Ancient Well Memorial

The Rangers and Junior Rangers worked together with Power and Water to create a memorial sign and garden in remembrance of a well site that was a historically important water source.

Our ancestors used to get their water from “maŋutji gatjirri” (wells) – we call it “living water”.  This water was for everyone to share.  In the wet season the water was fresh and there was lots of it, but during the dry season it became increasing brackish.  Our ancestors used shells called “daruma” to dig out the water, and they made “raŋan” from paperbark to carry the water.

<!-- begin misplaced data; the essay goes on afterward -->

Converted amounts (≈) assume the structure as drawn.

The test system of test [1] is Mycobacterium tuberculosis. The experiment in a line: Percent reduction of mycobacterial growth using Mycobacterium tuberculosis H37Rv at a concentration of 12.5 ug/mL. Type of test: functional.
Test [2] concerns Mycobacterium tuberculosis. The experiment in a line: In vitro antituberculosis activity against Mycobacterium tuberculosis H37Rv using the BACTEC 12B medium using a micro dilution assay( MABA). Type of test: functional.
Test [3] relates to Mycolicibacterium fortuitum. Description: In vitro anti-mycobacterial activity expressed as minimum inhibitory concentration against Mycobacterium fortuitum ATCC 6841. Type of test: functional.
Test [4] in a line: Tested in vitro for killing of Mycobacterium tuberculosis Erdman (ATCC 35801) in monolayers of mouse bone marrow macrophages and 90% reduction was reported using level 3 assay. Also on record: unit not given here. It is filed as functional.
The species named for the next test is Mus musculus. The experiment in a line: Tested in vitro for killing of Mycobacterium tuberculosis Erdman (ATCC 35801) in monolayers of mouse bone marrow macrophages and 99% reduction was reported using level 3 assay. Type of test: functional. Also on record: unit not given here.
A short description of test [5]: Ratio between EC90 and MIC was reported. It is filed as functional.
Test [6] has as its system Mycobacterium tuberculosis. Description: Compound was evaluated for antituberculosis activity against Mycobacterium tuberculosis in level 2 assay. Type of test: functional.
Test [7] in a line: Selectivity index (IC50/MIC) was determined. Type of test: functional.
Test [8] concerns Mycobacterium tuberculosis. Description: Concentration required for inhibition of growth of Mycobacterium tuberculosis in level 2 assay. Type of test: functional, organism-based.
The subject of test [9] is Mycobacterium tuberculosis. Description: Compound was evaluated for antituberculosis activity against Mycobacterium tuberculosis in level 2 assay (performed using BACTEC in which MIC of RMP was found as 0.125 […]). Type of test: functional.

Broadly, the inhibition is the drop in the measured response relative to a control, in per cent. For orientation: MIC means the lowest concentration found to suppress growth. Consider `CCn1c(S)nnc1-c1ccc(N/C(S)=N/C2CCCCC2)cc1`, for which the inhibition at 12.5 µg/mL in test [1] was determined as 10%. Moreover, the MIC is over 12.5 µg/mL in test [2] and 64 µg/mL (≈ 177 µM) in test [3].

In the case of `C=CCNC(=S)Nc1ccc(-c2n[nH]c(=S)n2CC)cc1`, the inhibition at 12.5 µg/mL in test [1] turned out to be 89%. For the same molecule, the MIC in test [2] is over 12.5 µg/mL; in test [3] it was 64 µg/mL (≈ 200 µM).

Ancient well signThere used to be a number of waterholes along Ŋamuyani in Milingimbi, but now most of them are buried. One of them could be found by the bright green pandanus that grew beside it – indicating there was water below. To remember this special waterhole, the rangers, with the support of Power and Water, made a small garden with a memorial sign, which was designed with the help of the Milingimbi Junior Rangers and school students, and written in Yan-nhangu, Djambarrpuyŋu and English. They also planted a new pandanus tree, to remember the story of our ancestors.

Rangers with the well memorial sign and garden


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The Crocodile Islands Rangers program is supported through funding from the Australian Government.

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CIR Manager